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ALICE IN CHAINS Offer Mid-Tempo Hard Rock Jam "Never Fade"

Alice In Chains' tunes never fade!

Alice In Chains' tunes never fade!

My appreciation for Alice In Chains grows every year. Having seen them again this year, I am once again reminded that Jerry Cantrell is the master of thick slabby riffs. Cantrell's riff mastery is on display in the new tune from the band, "Never Fade." The track comes from the band's first new album in five years will be called Rainier Fog and will be released August 24th on BMG.

While I prefer the first single, "So Far Under," this is still a solid tune, and one almost tailor-made for rock radio (rememeber the radio?). Take a listen:

A pop-up shop displaying limited edition Alice In Chains merchandise, rare photos, memorabilia, music gear and more will take place at The Crocodile in Seattle on August 23rd and 24th. More information can be found here.

Also, looks like the band got Guns N Roses bassist and longtime friend Duff McKagan to write their new bio. If that interests you, you can read it bleow:

Alice In Chains have always done it their way. From the beginnings of their career until now, AIC has defied any sort of categorization or mould.  No particular trend over their now-30-year career, has influenced them to do the more popular zig or zag of that moment.

A quick look at their stats proves they’ve been doing it right: over 30 million records sold, two No. 1 albums, six Top 10’s on the Billboard 200, five No. 1 singles, sixteen Top 10 hits, 9 Grammy Award nominations…I could go on.

They stay true to themselves—the deep introspect, the sheer and terrifying swan dives into dark areas of the human experience and the elation of overcoming.

And of course, overcome they have.

But there’s no reason at this point in the Alice In Chains story to dwell on the past. The loss of Layne Staley was brutal and heart-wrenching and he is missed by all for damn sure, and the subsequent loss of original bassist Mike Starr was just as soul-crushing for all who knew him, but to watch Jerry Cantrell, Sean Kinney and Mike Inez gather themselves along with the brilliant William Duvall, was to me, like watching Rocky in 1976 as a 12-year-old. The underdog who put in all the hard work and experienced all the hard knocks and hidden trap doors life could throw at you, yet rose to fight back with elegance and power.

Only they knew what they had at first, but with the release of 2009’s “comeback” record, Black Gives Way To Blue, debuting at #5 on the Billboard 200 and spawning two No. 1 singles and two Grammy nominations, the band remained at the very top of their game. The whole rock n’ roll world seemed to rejoice at once. This was our Rocky story.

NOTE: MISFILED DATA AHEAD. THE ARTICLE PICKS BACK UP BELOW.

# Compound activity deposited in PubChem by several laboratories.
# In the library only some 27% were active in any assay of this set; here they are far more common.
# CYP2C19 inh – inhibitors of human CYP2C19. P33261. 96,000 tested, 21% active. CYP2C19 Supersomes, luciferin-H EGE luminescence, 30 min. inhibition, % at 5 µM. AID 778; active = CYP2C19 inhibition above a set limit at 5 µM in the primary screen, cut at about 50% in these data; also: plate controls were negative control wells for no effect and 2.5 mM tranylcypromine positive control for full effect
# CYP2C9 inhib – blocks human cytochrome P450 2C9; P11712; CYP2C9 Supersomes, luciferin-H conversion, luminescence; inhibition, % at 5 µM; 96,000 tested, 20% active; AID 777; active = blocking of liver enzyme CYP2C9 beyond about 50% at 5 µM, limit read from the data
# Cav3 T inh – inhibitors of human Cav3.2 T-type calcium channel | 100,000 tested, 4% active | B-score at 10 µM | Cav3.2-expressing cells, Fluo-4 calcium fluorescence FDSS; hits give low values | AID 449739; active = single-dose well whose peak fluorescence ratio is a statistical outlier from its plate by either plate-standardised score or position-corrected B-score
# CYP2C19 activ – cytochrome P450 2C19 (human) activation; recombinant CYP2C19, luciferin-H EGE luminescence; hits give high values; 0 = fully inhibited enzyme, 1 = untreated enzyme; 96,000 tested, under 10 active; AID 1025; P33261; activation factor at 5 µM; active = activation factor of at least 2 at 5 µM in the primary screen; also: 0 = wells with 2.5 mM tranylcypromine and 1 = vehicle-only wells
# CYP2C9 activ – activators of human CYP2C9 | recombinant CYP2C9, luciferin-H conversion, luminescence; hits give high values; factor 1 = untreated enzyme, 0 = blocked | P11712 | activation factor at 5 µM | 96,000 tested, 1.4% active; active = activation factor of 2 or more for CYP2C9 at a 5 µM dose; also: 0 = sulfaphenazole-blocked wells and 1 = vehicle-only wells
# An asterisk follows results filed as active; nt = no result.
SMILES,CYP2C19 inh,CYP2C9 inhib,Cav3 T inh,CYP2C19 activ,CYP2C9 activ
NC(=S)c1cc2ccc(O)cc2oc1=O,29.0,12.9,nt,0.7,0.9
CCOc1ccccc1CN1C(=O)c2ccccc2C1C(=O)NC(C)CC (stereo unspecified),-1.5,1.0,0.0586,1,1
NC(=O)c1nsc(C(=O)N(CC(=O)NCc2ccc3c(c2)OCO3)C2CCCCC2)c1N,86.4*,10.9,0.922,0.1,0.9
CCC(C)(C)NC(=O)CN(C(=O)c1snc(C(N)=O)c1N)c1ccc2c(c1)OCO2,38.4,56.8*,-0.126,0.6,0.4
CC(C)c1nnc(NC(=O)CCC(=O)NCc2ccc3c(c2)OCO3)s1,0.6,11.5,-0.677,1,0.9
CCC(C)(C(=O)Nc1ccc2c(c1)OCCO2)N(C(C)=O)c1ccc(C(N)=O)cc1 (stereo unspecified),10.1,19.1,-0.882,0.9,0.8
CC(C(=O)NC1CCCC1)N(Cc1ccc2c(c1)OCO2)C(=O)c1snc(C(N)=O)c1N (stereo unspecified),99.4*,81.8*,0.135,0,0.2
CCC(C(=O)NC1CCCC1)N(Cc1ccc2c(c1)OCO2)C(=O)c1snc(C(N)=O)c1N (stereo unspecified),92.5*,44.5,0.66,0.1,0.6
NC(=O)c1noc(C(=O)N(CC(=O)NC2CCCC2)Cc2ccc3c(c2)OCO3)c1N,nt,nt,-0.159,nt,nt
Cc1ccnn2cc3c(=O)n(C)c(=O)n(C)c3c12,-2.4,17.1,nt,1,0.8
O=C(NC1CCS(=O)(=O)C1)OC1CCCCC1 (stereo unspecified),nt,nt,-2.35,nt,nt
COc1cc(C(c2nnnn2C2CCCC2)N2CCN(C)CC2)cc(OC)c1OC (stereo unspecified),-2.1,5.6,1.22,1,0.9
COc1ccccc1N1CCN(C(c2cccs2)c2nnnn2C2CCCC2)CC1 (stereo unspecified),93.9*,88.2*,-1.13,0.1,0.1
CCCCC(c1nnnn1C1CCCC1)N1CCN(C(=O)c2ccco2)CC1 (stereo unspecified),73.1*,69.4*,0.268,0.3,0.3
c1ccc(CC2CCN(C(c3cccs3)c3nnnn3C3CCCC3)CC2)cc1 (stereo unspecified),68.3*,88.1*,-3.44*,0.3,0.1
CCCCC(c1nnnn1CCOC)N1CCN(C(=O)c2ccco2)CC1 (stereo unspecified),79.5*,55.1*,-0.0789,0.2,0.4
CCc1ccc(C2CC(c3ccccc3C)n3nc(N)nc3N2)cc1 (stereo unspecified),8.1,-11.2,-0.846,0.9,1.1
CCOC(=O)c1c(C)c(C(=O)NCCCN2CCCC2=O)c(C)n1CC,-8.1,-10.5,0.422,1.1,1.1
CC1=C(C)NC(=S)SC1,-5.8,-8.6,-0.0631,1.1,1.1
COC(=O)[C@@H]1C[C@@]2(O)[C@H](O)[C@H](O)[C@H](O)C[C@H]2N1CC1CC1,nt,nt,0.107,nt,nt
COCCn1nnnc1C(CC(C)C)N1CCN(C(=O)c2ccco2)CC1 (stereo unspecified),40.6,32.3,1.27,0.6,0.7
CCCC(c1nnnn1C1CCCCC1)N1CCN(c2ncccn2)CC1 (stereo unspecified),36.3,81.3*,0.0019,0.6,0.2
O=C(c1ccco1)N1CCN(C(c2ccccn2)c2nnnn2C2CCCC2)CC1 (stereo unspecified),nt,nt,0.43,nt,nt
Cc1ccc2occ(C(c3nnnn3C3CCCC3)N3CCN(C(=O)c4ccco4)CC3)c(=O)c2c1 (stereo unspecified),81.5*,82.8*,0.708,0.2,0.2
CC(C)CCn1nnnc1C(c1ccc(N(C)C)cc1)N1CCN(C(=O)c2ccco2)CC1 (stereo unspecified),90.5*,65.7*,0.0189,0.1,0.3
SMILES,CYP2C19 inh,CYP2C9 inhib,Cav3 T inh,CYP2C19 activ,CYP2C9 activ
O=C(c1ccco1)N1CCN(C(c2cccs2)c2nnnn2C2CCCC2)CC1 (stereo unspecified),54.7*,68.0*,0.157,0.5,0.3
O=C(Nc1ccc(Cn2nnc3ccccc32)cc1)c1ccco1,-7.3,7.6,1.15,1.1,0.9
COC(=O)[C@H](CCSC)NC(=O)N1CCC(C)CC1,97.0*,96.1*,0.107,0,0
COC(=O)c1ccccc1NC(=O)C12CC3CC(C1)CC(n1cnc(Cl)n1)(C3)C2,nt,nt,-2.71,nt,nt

Proving that album’s success was no fluke, the release that followed, 2013’s The Devil Put Dinosaurs Here (the title a tongue-in-cheek jab at creationists), debuted at No. 2 on the Billboard 200, also featured two No. 1 hits and earned a Grammy nod. Along the way, they continued to play to packed-house crowds around the world.

On a personal note, I’m convinced the band doesn’t give a damn about Grammys or any sort of award-driven accolade. They make music for and about their ardent fans. Attending an AIC show is akin to going to church and coming out cleansed and feeling generally better about the chaos that is this life. Their pure artistry and songwriting takes us all to another place.

The newest record, Rainier Fog (the title a soaring tribute to Seattle itself) is another step further into the brilliance and musicality of what we have now come to expect from AIC. Sean Kinney’s super unique drum style tells one epic story, Inez’s brooding bass lines tell yet another, Duvall’s guitar prowess and lead vocals guide and narrate and nurture the triumph and torture of the subject matter, and Cantrell’s jaw-dropping songwriting, vocals, and now-legendary riff-master approach all combine for another simply brilliant effort.

‘The One You Know’ will rip your fucking head off, as will ‘So Far Under’ and title track ‘Rainier Fog’, and the searingly apropos ‘Red Giant’ is deadly truth to power.  ‘All I Am’ and ‘Fly’ give time for deeper inner-reflection and that classic AIC sound-scaping that we all love. From top to bottom, Rainier Fog is, like all great Alice In Chains albums, “all killer and no filler.”

This is a band to cherish and be thankful to have as our own. Our living and breathing gauge of what is right with rock and fucking roll.
– Duff McKagan

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